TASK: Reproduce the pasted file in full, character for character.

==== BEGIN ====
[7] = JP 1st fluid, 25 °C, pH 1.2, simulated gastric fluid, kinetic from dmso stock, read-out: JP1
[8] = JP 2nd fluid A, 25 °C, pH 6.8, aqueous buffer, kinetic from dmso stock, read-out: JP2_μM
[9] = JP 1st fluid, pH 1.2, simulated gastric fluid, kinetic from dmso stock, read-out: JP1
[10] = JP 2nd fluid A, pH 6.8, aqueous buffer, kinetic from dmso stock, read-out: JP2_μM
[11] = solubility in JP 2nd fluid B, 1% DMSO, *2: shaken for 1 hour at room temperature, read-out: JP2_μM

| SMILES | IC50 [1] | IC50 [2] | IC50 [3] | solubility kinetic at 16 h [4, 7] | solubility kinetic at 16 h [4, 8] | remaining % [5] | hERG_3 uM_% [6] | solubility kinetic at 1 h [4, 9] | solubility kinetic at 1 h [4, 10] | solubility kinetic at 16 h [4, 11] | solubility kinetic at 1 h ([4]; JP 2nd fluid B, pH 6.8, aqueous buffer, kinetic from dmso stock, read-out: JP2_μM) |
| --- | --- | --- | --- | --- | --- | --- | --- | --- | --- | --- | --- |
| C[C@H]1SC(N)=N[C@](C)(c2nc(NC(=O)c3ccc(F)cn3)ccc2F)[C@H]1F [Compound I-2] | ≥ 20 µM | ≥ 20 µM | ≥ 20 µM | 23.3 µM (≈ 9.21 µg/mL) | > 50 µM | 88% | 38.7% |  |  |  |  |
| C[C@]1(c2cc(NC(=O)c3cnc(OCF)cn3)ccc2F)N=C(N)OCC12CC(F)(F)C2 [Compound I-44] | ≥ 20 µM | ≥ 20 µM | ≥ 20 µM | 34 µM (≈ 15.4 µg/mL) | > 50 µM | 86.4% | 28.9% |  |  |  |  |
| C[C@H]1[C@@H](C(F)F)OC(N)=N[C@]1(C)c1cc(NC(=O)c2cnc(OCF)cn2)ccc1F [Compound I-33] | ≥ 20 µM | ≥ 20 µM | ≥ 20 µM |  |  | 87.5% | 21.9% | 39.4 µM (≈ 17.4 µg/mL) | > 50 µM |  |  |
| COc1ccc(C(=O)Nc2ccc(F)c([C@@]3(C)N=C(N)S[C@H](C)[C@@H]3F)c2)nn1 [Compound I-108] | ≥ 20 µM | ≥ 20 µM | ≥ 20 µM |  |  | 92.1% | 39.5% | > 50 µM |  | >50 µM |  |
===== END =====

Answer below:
[7] = JP 1st fluid, 25 °C, pH 1.2, simulated gastric fluid, kinetic from dmso stock, read-out: JP1
[8] = JP 2nd fluid A, 25 °C, pH 6.8, aqueous buffer, kinetic from dmso stock, read-out: JP2_μM
[9] = JP 1st fluid, pH 1.2, simulated gastric fluid, kinetic from dmso stock, read-out: JP1
[10] = JP 2nd fluid A, pH 6.8, aqueous buffer, kinetic from dmso stock, read-out: JP2_μM
[11] = solubility in JP 2nd fluid B, 1% DMSO, *2: shaken for 1 hour at room temperature, read-out: JP2_μM

| SMILES | IC50 [1] | IC50 [2] | IC50 [3] | solubility kinetic at 16 h [4, 7] | solubility kinetic at 16 h [4, 8] | remaining % [5] | hERG_3 uM_% [6] | solubility kinetic at 1 h [4, 9] | solubility kinetic at 1 h [4, 10] | solubility kinetic at 16 h [4, 11] | solubility kinetic at 1 h ([4]; JP 2nd fluid B, pH 6.8, aqueous buffer, kinetic from dmso stock, read-out: JP2_μM) |
| --- | --- | --- | --- | --- | --- | --- | --- | --- | --- | --- | --- |
| C[C@H]1SC(N)=N[C@](C)(c2nc(NC(=O)c3ccc(F)cn3)ccc2F)[C@H]1F [Compound I-2] | ≥ 20 µM | ≥ 20 µM | ≥ 20 µM | 23.3 µM (≈ 9.21 µg/mL) | > 50 µM | 88% | 38.7% |  |  |  |  |
| C[C@]1(c2cc(NC(=O)c3cnc(OCF)cn3)ccc2F)N=C(N)OCC12CC(F)(F)C2 [Compound I-44] | ≥ 20 µM | ≥ 20 µM | ≥ 20 µM | 34 µM (≈ 15.4 µg/mL) | > 50 µM | 86.4% | 28.9% |  |  |  |  |
| C[C@H]1[C@@H](C(F)F)OC(N)=N[C@]1(C)c1cc(NC(=O)c2cnc(OCF)cn2)ccc1F [Compound I-33] | ≥ 20 µM | ≥ 20 µM | ≥ 20 µM |  |  | 87.5% | 21.9% | 39.4 µM (≈ 17.4 µg/mL) | > 50 µM |  |  |
| COc1ccc(C(=O)Nc2ccc(F)c([C@@]3(C)N=C(N)S[C@H](C)[C@@H]3F)c2)nn1 [Compound I-108] | ≥ 20 µM | ≥ 20 µM | ≥ 20 µM |  |  | 92.1% | 39.5% | > 50 µM |  | >50 µM |  |